Membrane injury was determined by measuring the electrical conductivity according to Barranco and Ruiz (2005) with modifications. After the cold treatments, the plants were maintained 12 hours at laboratory temperature (25/27°C). The leaves were washed twice with deionized water to eliminate impurities from the surface. They were sectioned into squares 1x1cm until reaching a weight of 0.120 g (18) and rinsed again with deionized water. The leaf samples were separated into adult (>20 cm of length) and young leaves.

Leaf sections (0,120 g) were placed in glass tubes (80 ml) with 30 ml of deionized water, incubated during 24 h at 22°C and agitated (200 rpm) for 2 hours, prior to measuring the leachate conductivity. Initial (ECi) electric conductivity (µ of each sample was measured using an immersion conductivity meter (Waterproof OAKTON). After the lecture, the tubes were placed in a water bath at 100°C for 2 h to completely destroy the tissue and agitated during 2 h (200 RPM) to measure the total electric conductivity (ECt). Relative electric conductivity ECr = (ECi/ECt) x 100 was calculated for both data sets.

Foliar damage

After 48 hours of cold treatments, an assessment of canopy damage was carried out. A ranking of leaf damage was developed (1 = 0% damage and 9 = 100% damage) (table 1).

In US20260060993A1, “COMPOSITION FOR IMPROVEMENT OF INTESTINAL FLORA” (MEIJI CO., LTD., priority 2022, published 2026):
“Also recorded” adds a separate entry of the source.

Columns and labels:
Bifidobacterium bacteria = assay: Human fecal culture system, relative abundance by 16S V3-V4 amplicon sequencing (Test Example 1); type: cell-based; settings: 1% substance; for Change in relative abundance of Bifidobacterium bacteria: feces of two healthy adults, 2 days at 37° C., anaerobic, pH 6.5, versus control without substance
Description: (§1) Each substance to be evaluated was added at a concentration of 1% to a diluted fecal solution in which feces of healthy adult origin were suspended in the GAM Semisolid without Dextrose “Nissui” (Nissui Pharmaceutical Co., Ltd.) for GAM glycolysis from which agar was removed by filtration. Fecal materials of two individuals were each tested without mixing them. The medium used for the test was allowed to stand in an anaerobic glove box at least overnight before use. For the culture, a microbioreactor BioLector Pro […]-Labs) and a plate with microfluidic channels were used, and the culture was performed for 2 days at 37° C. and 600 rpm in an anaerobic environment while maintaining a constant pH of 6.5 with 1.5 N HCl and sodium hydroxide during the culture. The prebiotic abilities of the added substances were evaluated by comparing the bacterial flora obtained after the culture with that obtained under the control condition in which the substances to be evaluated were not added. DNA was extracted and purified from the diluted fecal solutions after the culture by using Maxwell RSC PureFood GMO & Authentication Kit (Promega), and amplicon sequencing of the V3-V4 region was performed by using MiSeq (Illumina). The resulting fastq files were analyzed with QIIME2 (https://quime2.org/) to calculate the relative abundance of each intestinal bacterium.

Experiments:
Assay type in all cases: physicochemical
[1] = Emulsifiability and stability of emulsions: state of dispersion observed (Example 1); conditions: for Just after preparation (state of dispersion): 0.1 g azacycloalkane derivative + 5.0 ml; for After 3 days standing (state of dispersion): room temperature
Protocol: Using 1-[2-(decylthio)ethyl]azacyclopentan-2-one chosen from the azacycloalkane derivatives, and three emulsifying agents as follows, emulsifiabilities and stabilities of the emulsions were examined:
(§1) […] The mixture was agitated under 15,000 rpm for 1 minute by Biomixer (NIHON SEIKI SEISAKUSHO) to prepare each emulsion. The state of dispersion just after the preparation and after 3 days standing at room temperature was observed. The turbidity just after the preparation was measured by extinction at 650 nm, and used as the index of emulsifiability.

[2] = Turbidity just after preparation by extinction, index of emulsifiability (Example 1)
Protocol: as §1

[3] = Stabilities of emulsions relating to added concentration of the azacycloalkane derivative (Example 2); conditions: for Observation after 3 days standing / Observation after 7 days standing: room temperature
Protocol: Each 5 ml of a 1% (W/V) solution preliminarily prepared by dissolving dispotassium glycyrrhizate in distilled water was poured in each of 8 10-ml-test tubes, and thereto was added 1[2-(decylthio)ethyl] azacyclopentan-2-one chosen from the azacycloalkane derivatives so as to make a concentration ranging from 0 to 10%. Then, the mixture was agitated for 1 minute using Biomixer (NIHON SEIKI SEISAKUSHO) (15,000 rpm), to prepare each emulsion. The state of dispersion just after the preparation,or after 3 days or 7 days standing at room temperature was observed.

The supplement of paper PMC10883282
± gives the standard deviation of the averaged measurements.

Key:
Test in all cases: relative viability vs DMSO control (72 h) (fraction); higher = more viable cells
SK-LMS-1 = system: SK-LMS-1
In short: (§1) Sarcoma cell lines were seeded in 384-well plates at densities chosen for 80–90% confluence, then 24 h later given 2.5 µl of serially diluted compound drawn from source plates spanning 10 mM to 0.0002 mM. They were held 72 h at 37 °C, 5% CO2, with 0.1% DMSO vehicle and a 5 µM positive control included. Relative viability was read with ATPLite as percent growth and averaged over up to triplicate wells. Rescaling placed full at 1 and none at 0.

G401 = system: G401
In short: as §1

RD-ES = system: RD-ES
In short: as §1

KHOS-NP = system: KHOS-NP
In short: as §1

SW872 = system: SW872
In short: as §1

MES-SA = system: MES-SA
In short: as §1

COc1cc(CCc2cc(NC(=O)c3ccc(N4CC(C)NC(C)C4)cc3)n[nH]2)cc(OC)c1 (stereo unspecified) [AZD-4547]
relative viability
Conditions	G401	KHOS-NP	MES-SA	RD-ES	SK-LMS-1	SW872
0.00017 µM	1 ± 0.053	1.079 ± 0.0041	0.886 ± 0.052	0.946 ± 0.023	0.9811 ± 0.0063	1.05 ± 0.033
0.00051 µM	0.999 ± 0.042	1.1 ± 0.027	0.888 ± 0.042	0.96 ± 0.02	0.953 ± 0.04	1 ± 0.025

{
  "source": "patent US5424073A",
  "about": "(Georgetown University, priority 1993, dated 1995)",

Table 1. Ranking of foliar damage to the canopy in plants using the percentage of foliar damage and the percentage of green leaves in the canopy.

Tabla 1. Ranking del daño foliar en plantas considerando el porcentaje de daño foliar y del porcentaje de hojas verdes en la canopia.

The leaves of the canopy were considered damaged if spots of water appeared, if they were brown/ yellowish, dry or rolled. The ranking was carried out by visual estimate on the proportion of leaves damaged with regard to the entire canopy (19).

Survival capacity

After the cold treatments, the plants were transferred to a greenhouse and clipped after 5 days. The regrowth was registered every week for a month to calculate the rate of survival with regard to the total of plants treated (20). The plants, which had survived freezing and had begun to develop were clearly distinguishable from those which had died. The percentage of plants able to grow after freezing is given as the survival capacity.